In one or more embodiments, as shown in FIG. 6 which provides details, the CMT rejection circuit 119 corresponds to the CMT circuit shown in documents [14], [15], [16]. In particular, the CMT rejection circuit 119 is configured to implement CMT filtering by a pass-band amplifier stage 24 including a differential amplifier stage—e.g. transistors 24a, 24b such as FETs—with an (optionally symmetrical) LC resonant load 26a, 26b.

In one or more embodiments, the LC filter in the resonant load 26a, 26b may be tuned at a data carrier frequency as used for the (e.g. RF amplitude modulation—ASK) transmission DT, thus rejecting common-mode noise while allowing data transmission.

In one or more embodiments, the LC filter in the stage 24 may provide a high Q-factor for common-mode signals to better reject common-mode noise, while resistors 28a, 28b may be provided in order to reduce the Q-factor for differential signals to be compliant with data bit rate.

It was noted that the common-mode rejection ratio (CMRR) of a simple differential pair (e.g. 24a, 24b) without the LC resonant load 26a, 26b, 28a, 28b may be reduced at high frequencies due to the parasitic capacitance CPAR (e.g. at the FET sources).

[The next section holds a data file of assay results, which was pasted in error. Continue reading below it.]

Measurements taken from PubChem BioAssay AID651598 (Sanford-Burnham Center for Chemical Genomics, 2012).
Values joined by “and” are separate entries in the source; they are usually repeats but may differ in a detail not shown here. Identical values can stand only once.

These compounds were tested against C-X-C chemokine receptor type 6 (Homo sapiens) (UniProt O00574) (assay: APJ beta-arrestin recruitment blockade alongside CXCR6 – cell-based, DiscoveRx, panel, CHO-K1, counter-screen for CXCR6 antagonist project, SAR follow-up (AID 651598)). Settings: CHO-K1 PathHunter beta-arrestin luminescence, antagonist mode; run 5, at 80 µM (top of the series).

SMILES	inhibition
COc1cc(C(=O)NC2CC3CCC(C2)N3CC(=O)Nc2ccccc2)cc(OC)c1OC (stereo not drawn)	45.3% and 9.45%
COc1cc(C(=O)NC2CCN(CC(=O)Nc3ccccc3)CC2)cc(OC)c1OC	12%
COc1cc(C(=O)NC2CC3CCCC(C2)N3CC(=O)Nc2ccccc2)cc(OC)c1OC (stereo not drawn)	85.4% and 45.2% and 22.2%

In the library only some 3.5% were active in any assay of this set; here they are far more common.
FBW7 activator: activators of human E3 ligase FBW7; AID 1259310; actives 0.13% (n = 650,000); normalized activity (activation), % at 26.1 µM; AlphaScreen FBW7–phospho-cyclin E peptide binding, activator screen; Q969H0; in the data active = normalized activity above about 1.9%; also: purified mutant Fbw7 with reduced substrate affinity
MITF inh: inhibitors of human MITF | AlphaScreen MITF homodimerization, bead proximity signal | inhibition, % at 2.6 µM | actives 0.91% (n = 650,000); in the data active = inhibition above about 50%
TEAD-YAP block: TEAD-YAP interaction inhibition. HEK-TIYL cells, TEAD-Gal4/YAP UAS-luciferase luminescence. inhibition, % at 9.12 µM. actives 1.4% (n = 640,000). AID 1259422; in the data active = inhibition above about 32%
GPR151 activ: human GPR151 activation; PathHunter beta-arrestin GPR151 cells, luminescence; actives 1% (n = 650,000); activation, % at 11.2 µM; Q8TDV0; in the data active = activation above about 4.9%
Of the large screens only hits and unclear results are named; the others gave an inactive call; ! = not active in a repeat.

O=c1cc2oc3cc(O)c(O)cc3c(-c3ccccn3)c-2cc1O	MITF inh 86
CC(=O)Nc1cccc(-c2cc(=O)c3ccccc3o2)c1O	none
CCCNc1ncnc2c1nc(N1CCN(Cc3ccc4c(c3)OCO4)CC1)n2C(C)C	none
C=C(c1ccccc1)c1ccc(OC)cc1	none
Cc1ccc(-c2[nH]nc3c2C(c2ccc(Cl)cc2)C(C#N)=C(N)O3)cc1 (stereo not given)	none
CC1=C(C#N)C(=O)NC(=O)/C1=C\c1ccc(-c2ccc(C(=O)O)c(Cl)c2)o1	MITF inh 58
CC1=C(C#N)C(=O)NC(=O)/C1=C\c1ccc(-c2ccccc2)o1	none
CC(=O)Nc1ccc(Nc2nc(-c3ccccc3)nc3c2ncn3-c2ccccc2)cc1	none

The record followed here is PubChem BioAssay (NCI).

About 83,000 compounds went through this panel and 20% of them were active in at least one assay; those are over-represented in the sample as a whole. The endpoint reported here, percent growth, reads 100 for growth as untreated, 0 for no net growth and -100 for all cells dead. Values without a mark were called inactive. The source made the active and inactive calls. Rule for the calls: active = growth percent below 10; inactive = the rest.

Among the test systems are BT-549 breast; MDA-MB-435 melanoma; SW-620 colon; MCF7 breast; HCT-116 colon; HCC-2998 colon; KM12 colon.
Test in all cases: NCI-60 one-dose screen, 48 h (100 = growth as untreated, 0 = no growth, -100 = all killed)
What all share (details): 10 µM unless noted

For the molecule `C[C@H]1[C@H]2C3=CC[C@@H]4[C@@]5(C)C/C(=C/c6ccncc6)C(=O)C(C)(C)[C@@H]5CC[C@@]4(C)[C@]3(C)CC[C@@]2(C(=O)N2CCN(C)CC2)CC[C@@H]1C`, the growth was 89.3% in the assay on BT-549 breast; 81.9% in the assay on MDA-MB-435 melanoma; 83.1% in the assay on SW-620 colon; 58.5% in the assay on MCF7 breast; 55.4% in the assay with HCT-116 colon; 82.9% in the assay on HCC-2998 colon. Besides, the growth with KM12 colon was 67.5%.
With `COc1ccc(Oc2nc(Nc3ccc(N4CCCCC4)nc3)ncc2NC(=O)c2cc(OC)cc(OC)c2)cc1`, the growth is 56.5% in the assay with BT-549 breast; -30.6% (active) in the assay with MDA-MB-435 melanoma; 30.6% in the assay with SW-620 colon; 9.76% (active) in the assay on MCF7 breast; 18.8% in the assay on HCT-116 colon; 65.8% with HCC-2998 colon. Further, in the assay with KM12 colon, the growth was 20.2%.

Differently from certain conventional solutions, in one or more embodiments as exemplified herein, the CMTI may be independent of data rate. Moreover, current consumption may be controlled, which may be advantageous in increasing power efficiency.

Coming back to the general schematics of the converter circuit 110 in FIG. 2, the power control channel, i.e. the channel carrying the power control bits P, is supplied to a digital to analog converter 122 which converts the power control P bit stream to an analog control signal. The analog control signal is supplied as regulation voltage VCTRL to a corresponding terminal of the power oscillator 112 for power regulation.

Thus, in the implementation just described, the data stream conveyed through the amplitude modulation OUT, across the galvanic isolation barrier represented by transformer 111, includes n-data channel D1 . . . Dn bits and the power control P bits, thus avoiding the use of, at least, two other isolated links, i.e., one for data transmission and the other for power control feedback, respectively.

In FIG. 3 is shown schematically an embodiment of the converter circuit 110, in which the transformer 111 is obtained on a first chip, indicated with Chip A (which can be a circuit or an interface, and can be included in the circuit unit 10 as well), on which the power oscillator 112 is also incorporated.